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Working Backward



 
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Trumpetstud
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PostPosted: Sat Jun 26, 2021 6:18 pm    Post subject: Working Backward Reply with quote

Does anyone use the working backward method when memorizing music? Seems like a good method but.... I feel like it takes forever to get through the music..
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Billy B
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PostPosted: Sun Jun 27, 2021 5:48 am    Post subject: Re: Working Backward Reply with quote

Trumpetstud wrote:
Does anyone use the working backward method when memorizing music? Seems like a good method but.... I feel like it takes forever to get through the music..



What is working backward method?
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GeorgeB
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PostPosted: Sun Jun 27, 2021 6:41 am    Post subject: Reply with quote

I never heard of it either ?????
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Richard III
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PostPosted: Sun Jun 27, 2021 7:08 am    Post subject: Reply with quote

Start at the last phrase. Learn that. Then add the next to last. Is that the method? I've done that before when learning very difficult music, though not memorizing it.
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delano
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PostPosted: Sun Jun 27, 2021 9:50 am    Post subject: Reply with quote

I only know Victor Borge playing a Chopin book upside down.
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OldHorn
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PostPosted: Sun Jun 27, 2021 10:41 am    Post subject: Reply with quote

Never used this method, it doesn't seem logical to me.

Learn the first phrase then the next one. Each phrase should lead into what follows it. And so on.

After a while, each phrase should "feel" wrong if not played in the correct order.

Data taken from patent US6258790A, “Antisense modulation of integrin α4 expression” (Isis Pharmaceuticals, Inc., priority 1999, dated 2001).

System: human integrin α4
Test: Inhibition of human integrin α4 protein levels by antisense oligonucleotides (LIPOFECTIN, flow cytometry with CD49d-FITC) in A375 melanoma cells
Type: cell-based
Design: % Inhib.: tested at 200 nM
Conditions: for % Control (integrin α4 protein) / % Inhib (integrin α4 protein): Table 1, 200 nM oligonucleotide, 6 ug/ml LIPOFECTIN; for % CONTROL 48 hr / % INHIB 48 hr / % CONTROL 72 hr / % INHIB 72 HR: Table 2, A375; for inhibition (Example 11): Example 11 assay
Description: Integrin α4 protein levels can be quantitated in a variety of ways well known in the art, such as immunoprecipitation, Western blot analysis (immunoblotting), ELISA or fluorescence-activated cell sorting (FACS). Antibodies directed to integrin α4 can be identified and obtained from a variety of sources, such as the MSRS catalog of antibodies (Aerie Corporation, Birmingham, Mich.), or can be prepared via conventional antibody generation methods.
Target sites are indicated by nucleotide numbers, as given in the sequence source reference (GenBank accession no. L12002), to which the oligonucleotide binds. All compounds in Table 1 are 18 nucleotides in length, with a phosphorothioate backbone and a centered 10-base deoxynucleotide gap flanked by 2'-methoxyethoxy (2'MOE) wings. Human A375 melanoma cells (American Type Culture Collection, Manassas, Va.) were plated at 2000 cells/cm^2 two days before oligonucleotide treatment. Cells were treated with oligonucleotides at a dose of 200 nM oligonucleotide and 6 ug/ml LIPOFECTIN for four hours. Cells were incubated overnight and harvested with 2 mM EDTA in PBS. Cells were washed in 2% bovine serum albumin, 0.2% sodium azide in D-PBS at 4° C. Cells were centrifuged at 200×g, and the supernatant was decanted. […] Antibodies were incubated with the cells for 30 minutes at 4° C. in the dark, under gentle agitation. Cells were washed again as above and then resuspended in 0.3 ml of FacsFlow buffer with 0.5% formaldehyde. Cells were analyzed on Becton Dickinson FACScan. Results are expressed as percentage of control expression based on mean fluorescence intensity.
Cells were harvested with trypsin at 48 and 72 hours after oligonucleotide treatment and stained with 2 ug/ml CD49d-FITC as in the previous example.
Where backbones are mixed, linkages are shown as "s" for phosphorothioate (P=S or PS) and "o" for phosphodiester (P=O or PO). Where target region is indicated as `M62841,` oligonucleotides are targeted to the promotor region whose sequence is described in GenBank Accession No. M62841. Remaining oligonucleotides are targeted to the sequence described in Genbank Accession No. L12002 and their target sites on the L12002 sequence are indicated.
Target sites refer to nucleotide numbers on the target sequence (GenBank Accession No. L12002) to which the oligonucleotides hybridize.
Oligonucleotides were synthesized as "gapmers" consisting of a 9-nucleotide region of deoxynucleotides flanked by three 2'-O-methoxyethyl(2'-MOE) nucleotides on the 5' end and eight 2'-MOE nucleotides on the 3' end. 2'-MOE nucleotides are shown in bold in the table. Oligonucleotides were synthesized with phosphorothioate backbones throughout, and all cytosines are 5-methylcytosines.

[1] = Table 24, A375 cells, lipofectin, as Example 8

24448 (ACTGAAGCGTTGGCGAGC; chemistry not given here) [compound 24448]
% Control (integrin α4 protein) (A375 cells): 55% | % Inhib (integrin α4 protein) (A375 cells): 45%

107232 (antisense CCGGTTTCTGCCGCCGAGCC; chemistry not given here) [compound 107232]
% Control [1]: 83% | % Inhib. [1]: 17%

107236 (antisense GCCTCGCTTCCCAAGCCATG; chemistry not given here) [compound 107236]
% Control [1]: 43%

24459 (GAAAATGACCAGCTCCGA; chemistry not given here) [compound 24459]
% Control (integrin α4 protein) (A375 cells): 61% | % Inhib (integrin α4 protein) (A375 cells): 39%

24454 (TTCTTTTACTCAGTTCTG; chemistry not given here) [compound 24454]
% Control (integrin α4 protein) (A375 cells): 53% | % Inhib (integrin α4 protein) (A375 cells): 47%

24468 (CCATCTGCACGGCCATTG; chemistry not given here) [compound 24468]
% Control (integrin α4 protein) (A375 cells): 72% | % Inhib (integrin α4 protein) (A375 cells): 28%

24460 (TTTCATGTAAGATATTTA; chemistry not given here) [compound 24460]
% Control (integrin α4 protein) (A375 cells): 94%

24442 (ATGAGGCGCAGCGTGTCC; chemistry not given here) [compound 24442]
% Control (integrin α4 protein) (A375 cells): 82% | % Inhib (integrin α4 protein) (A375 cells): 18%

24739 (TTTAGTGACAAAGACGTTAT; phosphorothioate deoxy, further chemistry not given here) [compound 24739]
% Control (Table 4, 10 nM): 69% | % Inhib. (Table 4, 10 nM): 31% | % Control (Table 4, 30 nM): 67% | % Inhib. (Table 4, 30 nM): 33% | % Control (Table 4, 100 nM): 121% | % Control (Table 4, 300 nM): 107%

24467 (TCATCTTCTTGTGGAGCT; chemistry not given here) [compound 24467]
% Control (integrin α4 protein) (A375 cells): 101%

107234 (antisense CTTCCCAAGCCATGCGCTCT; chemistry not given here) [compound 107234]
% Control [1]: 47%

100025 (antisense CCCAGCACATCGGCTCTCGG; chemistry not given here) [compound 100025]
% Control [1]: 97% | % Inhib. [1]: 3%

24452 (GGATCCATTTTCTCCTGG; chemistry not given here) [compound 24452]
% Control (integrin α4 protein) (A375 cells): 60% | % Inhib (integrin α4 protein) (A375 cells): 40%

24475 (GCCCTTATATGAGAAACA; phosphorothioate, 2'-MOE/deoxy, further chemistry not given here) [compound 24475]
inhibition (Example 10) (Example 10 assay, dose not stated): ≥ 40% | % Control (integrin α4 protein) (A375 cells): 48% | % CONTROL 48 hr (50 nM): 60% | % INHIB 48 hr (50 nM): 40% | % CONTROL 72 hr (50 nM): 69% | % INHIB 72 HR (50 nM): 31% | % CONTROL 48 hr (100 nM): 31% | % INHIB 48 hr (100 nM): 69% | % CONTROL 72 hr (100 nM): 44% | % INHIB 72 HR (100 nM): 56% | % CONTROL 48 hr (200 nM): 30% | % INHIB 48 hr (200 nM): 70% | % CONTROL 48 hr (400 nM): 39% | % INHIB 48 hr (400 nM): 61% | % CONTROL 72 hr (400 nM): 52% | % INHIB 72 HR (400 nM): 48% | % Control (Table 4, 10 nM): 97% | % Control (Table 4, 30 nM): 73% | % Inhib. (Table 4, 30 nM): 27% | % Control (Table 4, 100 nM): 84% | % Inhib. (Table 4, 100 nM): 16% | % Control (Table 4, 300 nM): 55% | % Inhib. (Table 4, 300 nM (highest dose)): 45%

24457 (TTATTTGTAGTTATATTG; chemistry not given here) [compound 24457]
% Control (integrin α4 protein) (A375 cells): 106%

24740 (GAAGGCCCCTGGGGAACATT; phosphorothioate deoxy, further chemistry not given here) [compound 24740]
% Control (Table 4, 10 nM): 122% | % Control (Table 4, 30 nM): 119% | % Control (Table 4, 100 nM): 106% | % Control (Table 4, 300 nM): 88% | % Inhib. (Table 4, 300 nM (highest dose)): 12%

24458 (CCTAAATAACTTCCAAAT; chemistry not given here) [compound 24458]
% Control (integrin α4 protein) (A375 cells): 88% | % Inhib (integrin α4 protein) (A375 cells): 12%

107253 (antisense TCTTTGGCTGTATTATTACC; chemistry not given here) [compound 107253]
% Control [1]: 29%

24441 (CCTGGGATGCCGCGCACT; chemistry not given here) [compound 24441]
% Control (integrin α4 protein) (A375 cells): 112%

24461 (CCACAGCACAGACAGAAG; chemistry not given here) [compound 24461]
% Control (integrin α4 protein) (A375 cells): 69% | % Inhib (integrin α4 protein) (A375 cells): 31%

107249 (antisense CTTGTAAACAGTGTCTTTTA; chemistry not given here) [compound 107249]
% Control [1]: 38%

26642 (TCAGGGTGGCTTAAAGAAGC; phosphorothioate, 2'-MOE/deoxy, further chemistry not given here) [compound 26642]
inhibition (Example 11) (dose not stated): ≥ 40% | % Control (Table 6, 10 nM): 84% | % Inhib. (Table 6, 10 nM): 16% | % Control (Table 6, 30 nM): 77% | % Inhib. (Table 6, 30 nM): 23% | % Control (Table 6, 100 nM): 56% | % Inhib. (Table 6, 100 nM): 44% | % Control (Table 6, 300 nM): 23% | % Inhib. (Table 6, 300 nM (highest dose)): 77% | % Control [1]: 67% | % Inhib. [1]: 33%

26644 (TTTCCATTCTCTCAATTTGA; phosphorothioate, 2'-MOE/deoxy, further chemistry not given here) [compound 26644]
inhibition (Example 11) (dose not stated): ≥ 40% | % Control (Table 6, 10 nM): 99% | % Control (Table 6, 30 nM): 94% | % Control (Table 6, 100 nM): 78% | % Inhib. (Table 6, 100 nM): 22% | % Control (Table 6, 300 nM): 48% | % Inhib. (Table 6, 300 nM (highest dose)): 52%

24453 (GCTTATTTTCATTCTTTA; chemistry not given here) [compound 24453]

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dcstott
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PostPosted: Sun Jun 27, 2021 11:01 am    Post subject: Reply with quote

Working backward can be a great tool for memorization and also learning endurance/finishing as strong as you start. It’s a great way to reinforce relaxed playing through the end of long phrases. Additionally, you end up working on the back half of the music many more times.
Cheri’s Still (2nd Tpt LA phil and Honesty Pill) recommended a book by called “Make it Stick” by Brown, Roediger, and McDaniel that presents ideas and way to approach learning to increase the speed and retention of things that you are learning. It can provide some great ideas. I think approaching the music each time you practice with the idea of new challenges having to be overcome will help you truly master something. Other ideas to consider, slurring whole phrases, playing on one breath (in practice, not performed) for twice as long as the phrase or such. Playing the whole piece at 1/2 or quarter tempo to the end….Working this way can help your brain sort the material out in its own way. So yes, I would say your instincts are right. Working forward from the end is a great way to practice. Heck, even playing it transposed on another trumpet is a great way to practice the piece. Be creative. Give yourself doable challenges each day. Also, you could just try to play each phrase starting from the back and playing each preceding phrase with no break. That way you are touching all the bases and still taking the same amount of time.

I hope some of these ideas might be useful tk you
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NikolaTomic
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PostPosted: Sun Jun 27, 2021 11:08 am    Post subject: Reply with quote

OldHorn wrote:

Each phrase should lead into what follows it. And so on.


You have identified exactly why this method makes so much sense.
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Billy B
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PostPosted: Sun Jun 27, 2021 2:57 pm    Post subject: Reply with quote

Memorize how the song sounds until you can sing it. Then just play it by ear.